Microsoft is set to release seven security updates next week as part of its monthly Patch Tuesday affair, including two critical bulletins and five rated as “important”.
Of the two critical bulletins, one affects all versions of Internet Explorer across all systems. Interestingly, it will addresses a remote code execution vulnerability made public last month by HP Tipping Point’s Zero Day Initiative after it got tired of waiting for Microsoft to release a fix.
The other critical bulletin relates to all Windows, Office and Lync and addresses a “remote code execution” flaw, like the first.
The remaining five “important” updates cover remote code execution, “information disclosure”, “denial of service” and “tampering”, according to Microsoft.
Chris Goettl, product manager at Shavlik, said that so far this year Microsoft has released 15 fewer bulletins than in 2013, which could be because of the lack of XP patches.
He added that the second critical vulnerability could be executed via a phishing campaign designed to get users to click on a malicious link or open a malware-ridden file.
“Given the critical rating, it wouldn’t surprise me if there’s an added element to this that makes it more dangerous than your standard phishing attack. It’s also possible that Microsoft has seen some attacks in the wild,” he added.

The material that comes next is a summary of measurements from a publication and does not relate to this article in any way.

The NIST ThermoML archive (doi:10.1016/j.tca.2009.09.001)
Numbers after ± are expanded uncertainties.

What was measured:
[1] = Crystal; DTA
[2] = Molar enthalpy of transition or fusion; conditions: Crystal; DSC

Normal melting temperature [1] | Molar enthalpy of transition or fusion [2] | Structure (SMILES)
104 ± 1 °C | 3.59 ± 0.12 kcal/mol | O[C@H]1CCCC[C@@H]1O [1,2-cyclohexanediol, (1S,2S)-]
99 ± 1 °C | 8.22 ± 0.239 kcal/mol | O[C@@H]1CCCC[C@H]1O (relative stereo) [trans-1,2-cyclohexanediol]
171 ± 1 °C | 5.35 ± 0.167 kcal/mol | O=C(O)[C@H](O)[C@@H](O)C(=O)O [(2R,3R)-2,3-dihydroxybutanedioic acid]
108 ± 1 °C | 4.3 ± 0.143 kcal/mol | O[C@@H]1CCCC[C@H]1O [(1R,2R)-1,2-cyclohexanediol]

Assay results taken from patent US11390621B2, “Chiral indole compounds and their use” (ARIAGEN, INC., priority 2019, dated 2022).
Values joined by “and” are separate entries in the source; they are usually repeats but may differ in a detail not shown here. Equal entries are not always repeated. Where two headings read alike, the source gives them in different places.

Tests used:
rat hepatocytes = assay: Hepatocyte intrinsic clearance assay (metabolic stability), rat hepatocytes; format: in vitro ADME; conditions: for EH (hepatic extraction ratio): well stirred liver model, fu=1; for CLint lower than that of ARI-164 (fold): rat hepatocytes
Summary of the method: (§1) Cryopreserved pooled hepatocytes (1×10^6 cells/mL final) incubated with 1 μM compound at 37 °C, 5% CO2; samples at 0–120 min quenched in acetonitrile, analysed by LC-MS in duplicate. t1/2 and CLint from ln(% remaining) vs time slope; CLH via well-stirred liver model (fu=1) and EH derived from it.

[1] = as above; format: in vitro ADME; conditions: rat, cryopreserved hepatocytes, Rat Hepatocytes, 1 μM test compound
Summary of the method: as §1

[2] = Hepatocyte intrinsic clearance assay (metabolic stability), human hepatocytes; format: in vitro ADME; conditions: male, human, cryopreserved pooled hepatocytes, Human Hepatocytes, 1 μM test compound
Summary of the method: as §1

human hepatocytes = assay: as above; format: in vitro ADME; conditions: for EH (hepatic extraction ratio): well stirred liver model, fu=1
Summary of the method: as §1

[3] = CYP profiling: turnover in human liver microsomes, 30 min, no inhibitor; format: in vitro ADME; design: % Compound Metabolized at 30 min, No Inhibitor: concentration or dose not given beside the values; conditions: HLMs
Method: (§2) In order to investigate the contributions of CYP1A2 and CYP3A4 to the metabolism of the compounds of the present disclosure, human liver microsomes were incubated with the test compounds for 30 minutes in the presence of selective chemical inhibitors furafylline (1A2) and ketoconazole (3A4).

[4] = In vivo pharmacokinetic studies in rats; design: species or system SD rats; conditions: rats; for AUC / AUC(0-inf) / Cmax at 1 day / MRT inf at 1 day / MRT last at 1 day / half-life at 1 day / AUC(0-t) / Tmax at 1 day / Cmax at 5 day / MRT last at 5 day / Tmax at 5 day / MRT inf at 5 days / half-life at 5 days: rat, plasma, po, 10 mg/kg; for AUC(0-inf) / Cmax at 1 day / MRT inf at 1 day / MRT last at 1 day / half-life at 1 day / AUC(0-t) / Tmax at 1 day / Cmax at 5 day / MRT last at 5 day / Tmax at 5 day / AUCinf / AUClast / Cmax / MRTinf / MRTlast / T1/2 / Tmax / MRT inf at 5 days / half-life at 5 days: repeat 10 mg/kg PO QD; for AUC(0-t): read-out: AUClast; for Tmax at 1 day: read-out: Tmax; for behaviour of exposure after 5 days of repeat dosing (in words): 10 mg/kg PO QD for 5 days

Goettl argued that sysadmins should keep a close eye on the remaining bulletins (4-7) as they affect programs regularly used by end-users.
“Any impact on the usability of these programs is likely to result in an influx in help desk requests,” he added.
Russ Ernst, director at Lumension, said that managers should also look out for the the patches related to Windows Server.
“Bulletins 2 and 4 target Windows Server 2003 so this is a good time to note its impending end of life in July, 2015
,” he added. “We are coming up on just a year out now and because any changes to your server will likely be a significant amount of work, it isn’t too soon to get started on that plan.